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Canada’s inflation rate holds steady at 1.1 per cent in September

File photo of a customer shopping for groceries in Toronto.

Deborah Baic/The Globe and Mail

The annual inflation rate remained at 1.1 per cent in September, unchanged from August, Statistics Canada reported Friday.

The federal agency said seven of the eight major components posted year-over-year increases in September.

On a seasonally adjusted monthly basis, prices rose 0.2 per cent in September, following a 0.1 per cent increase in August.

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"Canadian inflation is (the) same as it ever was . . . low and stable," BMO chief economist Douglas Porter said in a note.

RBC Economics said the data suggest that the Bank of Canada will hold steady on interest rates.

"Against this backdrop, the Bank of Canada is likely to maintain the policy rate at 1.0 per cent at next week's interest rate policy meeting."

Consumer prices rose in nine provinces in the 12 months to September. Manitoba recorded the largest increase and British Columbia was the lone province to post no change on a year-over-year basis last month.

Shelter costs, which increased 1.4 per cent on a year-over-year basis, led the rise.

Consumers paid more for natural gas and rent in September compared with the same month a year earlier. However, mortgage interest costs declined 3.0 per cent in the 12 months to September, after falling 3.6 per cent in August.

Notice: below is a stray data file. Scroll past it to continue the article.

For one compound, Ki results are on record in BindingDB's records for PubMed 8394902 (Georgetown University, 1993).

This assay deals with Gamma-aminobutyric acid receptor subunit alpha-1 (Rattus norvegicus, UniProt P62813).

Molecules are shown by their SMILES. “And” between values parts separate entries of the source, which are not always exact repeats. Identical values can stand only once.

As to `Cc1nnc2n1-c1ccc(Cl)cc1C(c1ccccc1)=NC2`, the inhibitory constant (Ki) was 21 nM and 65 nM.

Food prices rose 1.2 per cent in September compared with the same month last year. This increase followed a 1.0 per rise in August.

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Prices for food purchased from stores increased 1.1 per cent in the 12 months to September, as consumers paid more for fresh vegetables, meat and fresh fruit.

Prices for food purchased at restaurants increased 1.5 per cent in September compared with a year earlier.

Transportation costs increased 0.8 per cent on an annual basis in September, after rising 1.3 per cent in August, while those for passenger vehicles rose 1.4 per cent in September compared with the same month last year, after a rise of 0.6 per cent in August.

In contrast, consumers paid 0.3 per cent less for gasoline on a year-over-year basis in September, after paying 2.2 per cent more in August.

The health and personal care index declined 0.1 per cent on a 12– month basis and was the only major component to show a decrease.

The Bank of Canada's core index, which excludes the most volatile components in the index, rose 1.3 per cent in the 12 months to September, matching the rate in August.

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